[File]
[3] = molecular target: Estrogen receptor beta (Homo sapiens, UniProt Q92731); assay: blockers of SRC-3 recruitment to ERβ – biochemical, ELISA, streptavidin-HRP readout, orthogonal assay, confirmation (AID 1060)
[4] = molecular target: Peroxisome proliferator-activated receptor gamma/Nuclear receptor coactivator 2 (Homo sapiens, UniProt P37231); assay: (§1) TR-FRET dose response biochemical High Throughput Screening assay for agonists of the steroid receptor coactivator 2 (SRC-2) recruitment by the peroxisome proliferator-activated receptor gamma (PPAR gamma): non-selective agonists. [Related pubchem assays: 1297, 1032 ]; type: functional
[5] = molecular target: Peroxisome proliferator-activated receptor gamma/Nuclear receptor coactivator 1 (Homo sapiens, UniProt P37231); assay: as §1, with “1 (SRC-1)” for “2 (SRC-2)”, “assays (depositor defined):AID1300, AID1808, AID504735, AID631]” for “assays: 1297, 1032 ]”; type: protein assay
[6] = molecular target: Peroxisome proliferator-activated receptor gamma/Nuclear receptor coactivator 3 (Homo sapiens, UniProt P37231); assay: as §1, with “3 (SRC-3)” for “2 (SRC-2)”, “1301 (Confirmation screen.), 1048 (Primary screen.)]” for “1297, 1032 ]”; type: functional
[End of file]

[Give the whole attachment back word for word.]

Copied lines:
[3] = molecular target: Estrogen receptor beta (Homo sapiens, UniProt Q92731); assay: blockers of SRC-3 recruitment to ERβ – biochemical, ELISA, streptavidin-HRP readout, orthogonal assay, confirmation (AID 1060)
[4] = molecular target: Peroxisome proliferator-activated receptor gamma/Nuclear receptor coactivator 2 (Homo sapiens, UniProt P37231); assay: (§1) TR-FRET dose response biochemical High Throughput Screening assay for agonists of the steroid receptor coactivator 2 (SRC-2) recruitment by the peroxisome proliferator-activated receptor gamma (PPAR gamma): non-selective agonists. [Related pubchem assays: 1297, 1032 ]; type: functional
[5] = molecular target: Peroxisome proliferator-activated receptor gamma/Nuclear receptor coactivator 1 (Homo sapiens, UniProt P37231); assay: as §1, with “1 (SRC-1)” for “2 (SRC-2)”, “assays (depositor defined):AID1300, AID1808, AID504735, AID631]” for “assays: 1297, 1032 ]”; type: protein assay
[6] = molecular target: Peroxisome proliferator-activated receptor gamma/Nuclear receptor coactivator 3 (Homo sapiens, UniProt P37231); assay: as §1, with “3 (SRC-3)” for “2 (SRC-2)”, “1301 (Confirmation screen.), 1048 (Primary screen.)]” for “1297, 1032 ]”; type: functional